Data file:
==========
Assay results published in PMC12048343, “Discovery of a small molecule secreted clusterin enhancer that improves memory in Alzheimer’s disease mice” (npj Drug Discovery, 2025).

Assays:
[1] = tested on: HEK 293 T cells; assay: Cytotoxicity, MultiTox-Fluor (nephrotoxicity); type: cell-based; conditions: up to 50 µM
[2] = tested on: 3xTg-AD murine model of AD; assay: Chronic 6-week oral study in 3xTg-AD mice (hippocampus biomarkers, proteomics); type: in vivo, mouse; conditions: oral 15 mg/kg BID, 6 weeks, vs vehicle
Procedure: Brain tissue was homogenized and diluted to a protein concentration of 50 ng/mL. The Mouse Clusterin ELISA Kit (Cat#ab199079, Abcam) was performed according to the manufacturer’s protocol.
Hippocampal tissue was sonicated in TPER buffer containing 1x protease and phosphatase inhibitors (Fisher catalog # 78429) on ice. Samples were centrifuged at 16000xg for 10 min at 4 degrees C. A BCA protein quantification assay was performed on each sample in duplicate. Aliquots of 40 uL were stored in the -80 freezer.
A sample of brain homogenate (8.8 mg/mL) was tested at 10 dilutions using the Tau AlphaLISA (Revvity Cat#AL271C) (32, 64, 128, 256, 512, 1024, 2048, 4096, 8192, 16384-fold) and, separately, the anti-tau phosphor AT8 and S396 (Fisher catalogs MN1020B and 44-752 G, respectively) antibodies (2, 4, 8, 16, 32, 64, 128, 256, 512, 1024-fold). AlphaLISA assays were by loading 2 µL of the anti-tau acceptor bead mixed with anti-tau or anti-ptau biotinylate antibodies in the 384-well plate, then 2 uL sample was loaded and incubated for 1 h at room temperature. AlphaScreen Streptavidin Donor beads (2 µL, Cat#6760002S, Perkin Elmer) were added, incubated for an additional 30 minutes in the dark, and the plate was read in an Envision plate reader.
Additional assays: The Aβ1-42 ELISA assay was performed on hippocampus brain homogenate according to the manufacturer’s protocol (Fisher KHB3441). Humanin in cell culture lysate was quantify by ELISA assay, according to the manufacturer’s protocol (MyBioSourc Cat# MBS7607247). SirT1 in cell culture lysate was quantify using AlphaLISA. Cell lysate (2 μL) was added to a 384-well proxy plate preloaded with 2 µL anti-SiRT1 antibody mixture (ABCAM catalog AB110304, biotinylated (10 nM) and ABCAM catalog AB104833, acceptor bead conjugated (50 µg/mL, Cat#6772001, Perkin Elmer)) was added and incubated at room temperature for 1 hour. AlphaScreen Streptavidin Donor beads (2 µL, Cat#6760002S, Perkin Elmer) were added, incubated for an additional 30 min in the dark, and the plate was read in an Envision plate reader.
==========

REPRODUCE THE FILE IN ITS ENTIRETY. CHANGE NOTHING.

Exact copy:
Assay results published in PMC12048343, “Discovery of a small molecule secreted clusterin enhancer that improves memory in Alzheimer’s disease mice” (npj Drug Discovery, 2025).

Assays:
[1] = tested on: HEK 293 T cells; assay: Cytotoxicity, MultiTox-Fluor (nephrotoxicity); type: cell-based; conditions: up to 50 µM
[2] = tested on: 3xTg-AD murine model of AD; assay: Chronic 6-week oral study in 3xTg-AD mice (hippocampus biomarkers, proteomics); type: in vivo, mouse; conditions: oral 15 mg/kg BID, 6 weeks, vs vehicle
Procedure: Brain tissue was homogenized and diluted to a protein concentration of 50 ng/mL. The Mouse Clusterin ELISA Kit (Cat#ab199079, Abcam) was performed according to the manufacturer’s protocol.
Hippocampal tissue was sonicated in TPER buffer containing 1x protease and phosphatase inhibitors (Fisher catalog # 78429) on ice. Samples were centrifuged at 16000xg for 10 min at 4 degrees C. A BCA protein quantification assay was performed on each sample in duplicate. Aliquots of 40 uL were stored in the -80 freezer.
A sample of brain homogenate (8.8 mg/mL) was tested at 10 dilutions using the Tau AlphaLISA (Revvity Cat#AL271C) (32, 64, 128, 256, 512, 1024, 2048, 4096, 8192, 16384-fold) and, separately, the anti-tau phosphor AT8 and S396 (Fisher catalogs MN1020B and 44-752 G, respectively) antibodies (2, 4, 8, 16, 32, 64, 128, 256, 512, 1024-fold). AlphaLISA assays were by loading 2 µL of the anti-tau acceptor bead mixed with anti-tau or anti-ptau biotinylate antibodies in the 384-well plate, then 2 uL sample was loaded and incubated for 1 h at room temperature. AlphaScreen Streptavidin Donor beads (2 µL, Cat#6760002S, Perkin Elmer) were added, incubated for an additional 30 minutes in the dark, and the plate was read in an Envision plate reader.
Additional assays: The Aβ1-42 ELISA assay was performed on hippocampus brain homogenate according to the manufacturer’s protocol (Fisher KHB3441). Humanin in cell culture lysate was quantify by ELISA assay, according to the manufacturer’s protocol (MyBioSourc Cat# MBS7607247). SirT1 in cell culture lysate was quantify using AlphaLISA. Cell lysate (2 μL) was added to a 384-well proxy plate preloaded with 2 µL anti-SiRT1 antibody mixture (ABCAM catalog AB110304, biotinylated (10 nM) and ABCAM catalog AB104833, acceptor bead conjugated (50 µg/mL, Cat#6772001, Perkin Elmer)) was added and incubated at room temperature for 1 hour. AlphaScreen Streptavidin Donor beads (2 µL, Cat#6760002S, Perkin Elmer) were added, incubated for an additional 30 min in the dark, and the plate was read in an Envision plate reader.